Sunday, October 28, 2007

Oh no, there's a Brittany!

A disclaimer for all those named Brittany, or who know people with that name: I have nothing against the name; if you read on you'll realize why my title is the way it is.

The hostel is closed now; our last guests left this morning. We had a busy enough weekend to end it off, including the best-behaved Haggis group ever. I probably need to explain that last statement, and it will allow me to reminisce about tour groups anyway.

Haggis refers to Haggis Tours, a company that offers backpacker tours generally to "Wild and Sexy Scotland" as they put it. They come in busloads of 30 to 60 people, and are renowned for being a piss-up on a bus, that is they travel from pub to pub and see some scenery in a hungover fashion along the way. In recent times, they have moved from having just the usual mix of Americans, Australians, Canadians, and Kiwis in their 20's to having older people and people from other countries. We have had Haggis groups this summer that included Indian young people living in London, Chinese young people living in London, and French middle-aged couples. They are generally better behaved then the regular Haggis groups.

We often get teenaged foreign school groups in as well, which can be nice because they don't get drunk, but since they can't go to the pubs they tend to make more of a mess of their rooms, because they sit around having snacks in them (and seem to turn bags of crisps upside-down and shake the contents all over the floor). They also run around in the hostel a bit as well if not controlled. Still, they're not usually as annoying as the drunken backpacker lot.

So when we got lists of names of people on the Haggis tours, we generally check them out to see what we're getting. On Friday morning, I got this weekend's list, and after scanning it uttered: "Oh no, there's a Brittany". Because, of course, there's not really anyone older than their mid-twenties with a name like Brittany, and it's stereotypically American, so the worst type of group possible. You do get Canadians with names like that as well, and probably Aussies and the rest (if there's a Kylie, odds are she's Aussie). To be honest, the Canadians on the Haggis tours are just as bad as the Yanks in terms of misbehaving (and sometimes being annoying, with the Yanks whinging about how everyone hates them because they're Americans, and the Canadians going on about how we have better health care than the Yanks (or something like that)). Not all of them are like that, but there's enough of them that when American/Canadian Haggis groups come in, Alysha and I will allow our softening Canadian accents (under Scottish influence) to come out entirely, so that we don't sound (to the average Scottish ear) like the annoyances that have descended on the village.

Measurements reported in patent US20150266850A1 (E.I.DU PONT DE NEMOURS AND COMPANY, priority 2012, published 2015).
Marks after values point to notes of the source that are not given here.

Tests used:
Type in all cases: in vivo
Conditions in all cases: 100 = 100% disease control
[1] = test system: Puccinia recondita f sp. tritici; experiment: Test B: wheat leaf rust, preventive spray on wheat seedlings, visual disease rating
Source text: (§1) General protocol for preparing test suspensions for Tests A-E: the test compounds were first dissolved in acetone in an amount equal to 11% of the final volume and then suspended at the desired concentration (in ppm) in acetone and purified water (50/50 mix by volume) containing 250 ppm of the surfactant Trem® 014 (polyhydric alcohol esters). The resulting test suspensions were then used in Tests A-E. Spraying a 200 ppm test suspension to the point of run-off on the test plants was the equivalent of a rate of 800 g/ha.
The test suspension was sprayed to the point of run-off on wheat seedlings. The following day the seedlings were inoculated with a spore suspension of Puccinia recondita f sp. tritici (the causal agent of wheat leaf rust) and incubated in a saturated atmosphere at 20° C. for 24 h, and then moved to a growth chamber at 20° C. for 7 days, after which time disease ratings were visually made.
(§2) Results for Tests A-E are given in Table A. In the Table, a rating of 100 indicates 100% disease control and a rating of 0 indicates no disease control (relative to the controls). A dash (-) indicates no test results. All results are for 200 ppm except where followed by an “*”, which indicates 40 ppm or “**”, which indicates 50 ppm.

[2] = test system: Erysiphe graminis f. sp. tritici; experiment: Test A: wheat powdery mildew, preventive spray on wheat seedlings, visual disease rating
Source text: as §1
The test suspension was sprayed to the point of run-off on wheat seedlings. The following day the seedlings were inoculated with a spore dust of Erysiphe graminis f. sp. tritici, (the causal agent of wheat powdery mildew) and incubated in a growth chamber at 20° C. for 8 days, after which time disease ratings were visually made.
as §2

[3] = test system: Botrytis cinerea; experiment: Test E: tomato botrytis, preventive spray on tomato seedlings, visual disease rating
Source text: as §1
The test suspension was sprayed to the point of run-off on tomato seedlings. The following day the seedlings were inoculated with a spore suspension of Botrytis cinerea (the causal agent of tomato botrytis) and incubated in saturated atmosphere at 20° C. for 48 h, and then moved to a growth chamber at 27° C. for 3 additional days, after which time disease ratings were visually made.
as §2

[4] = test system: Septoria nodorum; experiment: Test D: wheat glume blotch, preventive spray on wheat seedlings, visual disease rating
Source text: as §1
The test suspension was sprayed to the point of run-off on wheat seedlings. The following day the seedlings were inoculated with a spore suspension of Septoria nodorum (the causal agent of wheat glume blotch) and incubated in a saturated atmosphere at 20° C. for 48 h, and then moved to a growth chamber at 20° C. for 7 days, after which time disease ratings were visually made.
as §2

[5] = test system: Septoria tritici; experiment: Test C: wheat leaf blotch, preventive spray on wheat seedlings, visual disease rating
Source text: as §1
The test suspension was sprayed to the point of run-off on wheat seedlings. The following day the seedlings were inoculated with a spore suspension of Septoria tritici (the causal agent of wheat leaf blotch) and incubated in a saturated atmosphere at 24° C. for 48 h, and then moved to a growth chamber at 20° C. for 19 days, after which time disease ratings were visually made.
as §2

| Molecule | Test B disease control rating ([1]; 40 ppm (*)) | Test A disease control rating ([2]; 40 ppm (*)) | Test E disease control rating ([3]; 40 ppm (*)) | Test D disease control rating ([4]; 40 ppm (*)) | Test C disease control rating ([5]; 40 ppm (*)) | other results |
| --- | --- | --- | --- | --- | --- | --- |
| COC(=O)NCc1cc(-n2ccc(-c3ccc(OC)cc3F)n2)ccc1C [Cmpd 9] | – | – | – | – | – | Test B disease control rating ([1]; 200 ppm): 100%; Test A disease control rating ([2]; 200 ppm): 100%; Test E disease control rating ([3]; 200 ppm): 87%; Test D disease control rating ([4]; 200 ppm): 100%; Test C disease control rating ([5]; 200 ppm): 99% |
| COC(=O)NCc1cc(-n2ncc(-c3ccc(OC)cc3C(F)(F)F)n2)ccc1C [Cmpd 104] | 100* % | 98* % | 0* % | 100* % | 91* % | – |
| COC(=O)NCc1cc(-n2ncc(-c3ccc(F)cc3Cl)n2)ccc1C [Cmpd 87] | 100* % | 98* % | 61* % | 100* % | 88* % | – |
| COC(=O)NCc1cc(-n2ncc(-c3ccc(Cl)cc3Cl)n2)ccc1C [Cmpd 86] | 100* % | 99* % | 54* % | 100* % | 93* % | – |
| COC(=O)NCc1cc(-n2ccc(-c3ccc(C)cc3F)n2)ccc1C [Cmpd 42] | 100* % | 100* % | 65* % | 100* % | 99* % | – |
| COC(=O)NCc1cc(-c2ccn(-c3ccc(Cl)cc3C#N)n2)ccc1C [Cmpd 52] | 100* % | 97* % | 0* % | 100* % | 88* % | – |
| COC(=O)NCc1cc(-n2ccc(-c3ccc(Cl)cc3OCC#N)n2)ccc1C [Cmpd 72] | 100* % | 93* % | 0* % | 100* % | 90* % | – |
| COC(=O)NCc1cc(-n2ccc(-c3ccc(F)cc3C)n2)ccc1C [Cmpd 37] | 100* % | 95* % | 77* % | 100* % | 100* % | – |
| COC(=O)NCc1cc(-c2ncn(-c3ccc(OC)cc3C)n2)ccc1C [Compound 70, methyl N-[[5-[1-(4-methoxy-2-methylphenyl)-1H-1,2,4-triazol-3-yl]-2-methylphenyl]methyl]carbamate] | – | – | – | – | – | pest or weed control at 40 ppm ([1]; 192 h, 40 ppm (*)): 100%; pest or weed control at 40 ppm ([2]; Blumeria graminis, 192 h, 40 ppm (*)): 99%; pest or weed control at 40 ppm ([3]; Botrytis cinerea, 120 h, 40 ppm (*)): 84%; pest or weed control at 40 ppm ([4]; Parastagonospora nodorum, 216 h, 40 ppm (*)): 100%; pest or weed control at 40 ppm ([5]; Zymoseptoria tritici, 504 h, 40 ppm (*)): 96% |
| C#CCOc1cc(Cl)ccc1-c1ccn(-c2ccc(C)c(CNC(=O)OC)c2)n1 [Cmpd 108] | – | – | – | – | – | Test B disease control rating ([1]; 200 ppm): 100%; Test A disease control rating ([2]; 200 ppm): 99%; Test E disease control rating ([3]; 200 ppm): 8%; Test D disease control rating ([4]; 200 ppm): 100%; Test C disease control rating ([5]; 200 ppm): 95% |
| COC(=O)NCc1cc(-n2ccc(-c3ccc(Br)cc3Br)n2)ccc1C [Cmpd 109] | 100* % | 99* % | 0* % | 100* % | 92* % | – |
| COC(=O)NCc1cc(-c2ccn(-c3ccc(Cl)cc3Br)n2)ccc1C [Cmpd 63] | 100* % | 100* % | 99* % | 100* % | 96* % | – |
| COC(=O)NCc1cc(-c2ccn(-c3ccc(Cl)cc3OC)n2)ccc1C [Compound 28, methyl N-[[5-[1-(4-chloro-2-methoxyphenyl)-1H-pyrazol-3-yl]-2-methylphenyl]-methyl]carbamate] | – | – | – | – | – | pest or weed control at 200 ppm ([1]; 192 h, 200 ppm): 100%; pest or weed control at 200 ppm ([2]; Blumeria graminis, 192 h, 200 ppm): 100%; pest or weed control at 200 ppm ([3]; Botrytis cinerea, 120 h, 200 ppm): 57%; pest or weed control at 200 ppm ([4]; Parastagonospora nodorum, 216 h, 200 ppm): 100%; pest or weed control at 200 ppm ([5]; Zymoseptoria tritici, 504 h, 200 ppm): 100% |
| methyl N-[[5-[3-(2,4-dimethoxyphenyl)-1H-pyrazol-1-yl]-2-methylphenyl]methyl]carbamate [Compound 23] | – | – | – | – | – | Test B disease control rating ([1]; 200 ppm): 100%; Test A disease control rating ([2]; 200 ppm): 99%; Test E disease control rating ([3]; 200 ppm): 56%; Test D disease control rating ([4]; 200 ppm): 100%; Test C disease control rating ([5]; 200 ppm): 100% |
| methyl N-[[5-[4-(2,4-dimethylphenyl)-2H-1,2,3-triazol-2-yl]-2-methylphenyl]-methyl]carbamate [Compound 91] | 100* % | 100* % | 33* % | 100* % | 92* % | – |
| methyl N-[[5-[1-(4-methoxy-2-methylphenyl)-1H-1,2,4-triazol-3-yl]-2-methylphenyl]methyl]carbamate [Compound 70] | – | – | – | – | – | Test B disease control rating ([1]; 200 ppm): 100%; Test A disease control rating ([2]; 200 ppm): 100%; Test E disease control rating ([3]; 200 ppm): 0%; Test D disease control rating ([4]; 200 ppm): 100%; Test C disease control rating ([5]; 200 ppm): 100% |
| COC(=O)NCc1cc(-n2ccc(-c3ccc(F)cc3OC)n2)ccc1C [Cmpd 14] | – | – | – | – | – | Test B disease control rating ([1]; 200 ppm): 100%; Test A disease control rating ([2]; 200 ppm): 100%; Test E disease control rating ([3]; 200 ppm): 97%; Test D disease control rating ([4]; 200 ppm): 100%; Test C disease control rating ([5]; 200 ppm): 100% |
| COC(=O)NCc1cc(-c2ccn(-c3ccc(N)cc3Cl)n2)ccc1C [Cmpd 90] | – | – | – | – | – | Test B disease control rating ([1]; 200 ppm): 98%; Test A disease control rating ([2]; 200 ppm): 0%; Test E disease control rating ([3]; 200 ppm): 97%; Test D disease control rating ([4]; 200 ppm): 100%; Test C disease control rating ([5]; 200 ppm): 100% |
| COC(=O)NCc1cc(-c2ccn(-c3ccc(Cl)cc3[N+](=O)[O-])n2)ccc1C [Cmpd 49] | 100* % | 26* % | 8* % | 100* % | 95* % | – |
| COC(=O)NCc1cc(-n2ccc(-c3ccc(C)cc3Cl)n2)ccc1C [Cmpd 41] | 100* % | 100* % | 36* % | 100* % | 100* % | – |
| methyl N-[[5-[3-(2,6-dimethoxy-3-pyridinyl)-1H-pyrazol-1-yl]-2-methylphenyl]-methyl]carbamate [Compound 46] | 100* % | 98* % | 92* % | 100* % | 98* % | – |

But, as I mentioned, the group this Friday was great. They were all American students studying in a program on British women authors for a semester in London. Alsyha and I hung out with some of them at the hostel, and they were all friendly and interesting people. Half of them were in bed by 10-11pm, and the rest were back from the pubs before Alysha and I later on. So with this Haggis groups there was no people running through the halls in the earlier hours. There was no bottles being thrown at cars, no running on the roof, or cursing at the night porter (that was done all courtesy of one lovely Canadian girl on the previous week's Haggis bus). There was no couples making out on the bonnet of the manager's car, with bottles in hand, like I had to chase away last week (they seemed quite scared of me, even though I just politely asked them to move, and they moved over to the church wall until the police moved them along). There was no teenagers running around on the roof, pissing off the roof, or vomiting in the fire stair behind my room (that was French kids, whom I yelled at in Canada's two official languages). There was no drunk people trying to come in the back windows by my room, or other drunk people locked out of their rooms wandering into mine looking for a place to sleep.

That all sounds pretty rough, but that's a whole couple of months condensed into a paragraph. Plus our usual hostel guests are easy-going and friendly, with the exception of the few unhappy people and those that would be better off staying in a hotel than a hostel. But that's a whole other story.

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